This devotional was written by Kelly McFadden
Anyone who lives on milk, being still an infant, is not acquainted with the teaching about righteousness. But solid food is for the mature, who by constant use have trained themselves to distinguish good from evil. Hebrews 5:13-14
As I get older and my metabolism slows, I am starting to pay a little more attention to what is known as “empty calories.” Empty calories are foods that offer little to no nutritional value. While I try to make arguments about the dairy found in ice cream or the protein found in the nuts of a Snickers bar, for the most part those foods offer nothing of nutritional value for the healthy maintenance of my body (although, I must say, at times, I do think they help my mental state!).
Empty calories leave us feeling full, but eventually they turn to fat and can lead to our depriving ourselves of the minerals we truly need. At times, I am guilty of this even in my spiritual life. I go through the motions, skim off the top of a sermon, pray only when I need something, or simply sit and wait to be fed instead of seeking truth, digesting sermons and small group interaction, and spending quiet times with God in order to listen and grow in a healthy way.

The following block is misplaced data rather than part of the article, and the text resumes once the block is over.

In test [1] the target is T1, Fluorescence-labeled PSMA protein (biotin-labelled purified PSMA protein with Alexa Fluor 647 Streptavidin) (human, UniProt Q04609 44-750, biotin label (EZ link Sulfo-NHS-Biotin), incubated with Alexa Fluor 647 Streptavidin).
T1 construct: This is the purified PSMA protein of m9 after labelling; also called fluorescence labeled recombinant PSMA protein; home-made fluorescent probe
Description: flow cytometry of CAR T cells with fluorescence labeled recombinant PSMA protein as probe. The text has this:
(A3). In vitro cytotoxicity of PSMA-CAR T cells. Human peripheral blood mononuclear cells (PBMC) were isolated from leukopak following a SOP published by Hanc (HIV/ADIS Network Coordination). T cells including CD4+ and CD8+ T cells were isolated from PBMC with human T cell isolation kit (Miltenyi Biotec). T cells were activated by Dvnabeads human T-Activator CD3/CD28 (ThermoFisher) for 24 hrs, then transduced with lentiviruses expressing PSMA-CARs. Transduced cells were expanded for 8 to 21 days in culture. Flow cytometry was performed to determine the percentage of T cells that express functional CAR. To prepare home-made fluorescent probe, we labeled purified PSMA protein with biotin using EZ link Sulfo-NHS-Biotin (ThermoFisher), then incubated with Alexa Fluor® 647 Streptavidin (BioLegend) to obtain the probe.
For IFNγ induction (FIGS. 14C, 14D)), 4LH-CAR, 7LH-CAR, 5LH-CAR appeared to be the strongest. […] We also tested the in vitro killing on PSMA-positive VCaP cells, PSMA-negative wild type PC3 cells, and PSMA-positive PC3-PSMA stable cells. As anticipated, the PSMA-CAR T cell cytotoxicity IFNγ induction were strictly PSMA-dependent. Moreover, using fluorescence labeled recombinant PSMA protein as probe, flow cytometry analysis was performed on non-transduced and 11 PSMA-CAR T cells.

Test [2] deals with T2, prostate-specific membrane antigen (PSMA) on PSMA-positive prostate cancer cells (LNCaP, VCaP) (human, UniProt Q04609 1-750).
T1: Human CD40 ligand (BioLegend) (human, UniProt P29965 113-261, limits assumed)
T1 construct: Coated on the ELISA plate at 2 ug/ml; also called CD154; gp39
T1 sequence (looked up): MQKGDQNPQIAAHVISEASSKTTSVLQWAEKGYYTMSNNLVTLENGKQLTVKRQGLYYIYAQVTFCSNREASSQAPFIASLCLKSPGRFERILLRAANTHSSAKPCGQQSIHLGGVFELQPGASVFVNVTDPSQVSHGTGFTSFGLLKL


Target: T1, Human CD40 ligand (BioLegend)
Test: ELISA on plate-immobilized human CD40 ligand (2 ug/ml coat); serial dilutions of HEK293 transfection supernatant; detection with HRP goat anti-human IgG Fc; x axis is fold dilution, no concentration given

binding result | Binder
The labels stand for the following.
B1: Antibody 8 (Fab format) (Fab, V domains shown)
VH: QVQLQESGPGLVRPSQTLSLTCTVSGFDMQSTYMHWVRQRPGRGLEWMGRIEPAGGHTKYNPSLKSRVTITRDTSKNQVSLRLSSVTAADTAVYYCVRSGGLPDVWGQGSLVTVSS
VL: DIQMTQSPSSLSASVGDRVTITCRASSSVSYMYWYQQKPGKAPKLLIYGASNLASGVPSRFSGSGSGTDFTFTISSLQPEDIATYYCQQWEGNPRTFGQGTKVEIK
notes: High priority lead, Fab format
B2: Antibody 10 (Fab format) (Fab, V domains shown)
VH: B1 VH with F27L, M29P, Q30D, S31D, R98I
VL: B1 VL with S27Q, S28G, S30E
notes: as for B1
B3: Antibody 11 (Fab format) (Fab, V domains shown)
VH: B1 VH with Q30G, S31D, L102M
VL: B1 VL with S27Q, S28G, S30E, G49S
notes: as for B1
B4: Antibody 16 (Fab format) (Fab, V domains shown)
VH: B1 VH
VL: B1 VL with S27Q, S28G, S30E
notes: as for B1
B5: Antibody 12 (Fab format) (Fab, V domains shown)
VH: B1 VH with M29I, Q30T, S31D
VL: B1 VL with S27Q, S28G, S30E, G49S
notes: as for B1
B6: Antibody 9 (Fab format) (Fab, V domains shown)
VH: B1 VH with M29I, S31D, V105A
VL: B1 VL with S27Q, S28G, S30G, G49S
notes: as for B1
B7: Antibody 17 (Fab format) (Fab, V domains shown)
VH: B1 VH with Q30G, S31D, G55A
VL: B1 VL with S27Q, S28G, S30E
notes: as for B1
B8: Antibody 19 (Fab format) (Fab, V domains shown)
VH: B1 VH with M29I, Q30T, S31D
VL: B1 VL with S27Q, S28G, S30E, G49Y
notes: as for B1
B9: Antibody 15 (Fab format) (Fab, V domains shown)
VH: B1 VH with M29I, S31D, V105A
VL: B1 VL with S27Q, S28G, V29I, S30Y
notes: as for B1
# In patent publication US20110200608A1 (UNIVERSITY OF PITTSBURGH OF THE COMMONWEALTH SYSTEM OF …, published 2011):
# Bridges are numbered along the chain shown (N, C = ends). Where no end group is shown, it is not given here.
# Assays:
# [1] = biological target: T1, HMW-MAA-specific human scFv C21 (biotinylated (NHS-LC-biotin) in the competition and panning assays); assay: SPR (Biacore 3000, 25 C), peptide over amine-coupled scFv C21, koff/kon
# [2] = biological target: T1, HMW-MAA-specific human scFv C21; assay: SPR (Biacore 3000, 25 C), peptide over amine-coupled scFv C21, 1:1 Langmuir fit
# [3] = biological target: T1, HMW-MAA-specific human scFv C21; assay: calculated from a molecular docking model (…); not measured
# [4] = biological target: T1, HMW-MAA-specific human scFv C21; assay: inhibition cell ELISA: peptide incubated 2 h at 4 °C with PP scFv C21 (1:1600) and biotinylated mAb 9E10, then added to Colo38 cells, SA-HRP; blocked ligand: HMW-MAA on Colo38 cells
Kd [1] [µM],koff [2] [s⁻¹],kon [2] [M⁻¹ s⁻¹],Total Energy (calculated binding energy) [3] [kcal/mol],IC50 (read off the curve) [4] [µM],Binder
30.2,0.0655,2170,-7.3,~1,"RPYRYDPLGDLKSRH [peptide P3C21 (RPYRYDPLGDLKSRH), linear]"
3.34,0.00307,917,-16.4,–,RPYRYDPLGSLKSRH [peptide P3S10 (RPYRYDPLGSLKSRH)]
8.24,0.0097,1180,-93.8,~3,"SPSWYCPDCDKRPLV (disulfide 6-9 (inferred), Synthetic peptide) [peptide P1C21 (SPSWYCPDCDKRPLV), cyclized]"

This passage from Hebrews was written to Jewish Christians who were considered immature believers because they did not “eat the proper food” to help them grow spiritually. Like children, they continued to rely on milk far past the time when they should have moved on to solid and more nutritious substances. Instead of applying the Scripture to their lives, learning discernment between right and wrong and beginning to teach others, they waited for someone to do it for them.
Part of growing as a Christian is reaching a point where you take responsibility for pursuing disciplines that lead to spiritual growth. It is not the church’s responsibility, nor another Christian’s, nor even a parent’s. You have to start taking steps to feed yourself instead of relying on others. And when you do, be careful not to consume the empty calories of things you already know. Instead, dig deeper, seek answers, teach others, and train yourself to distinguish good from evil. In this way, you will grow towards a deeper and more fulfilling walk with Christ.
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1. What kind of spiritual food are you eating? Evaluate whether or not you should be moving on to more “solid food.”
2. What steps can you take to keep yourself from only consuming “spiritual milk”?
1 Corinthians 3:2; Philippians 3:14-15; Ephesians 4:11-13
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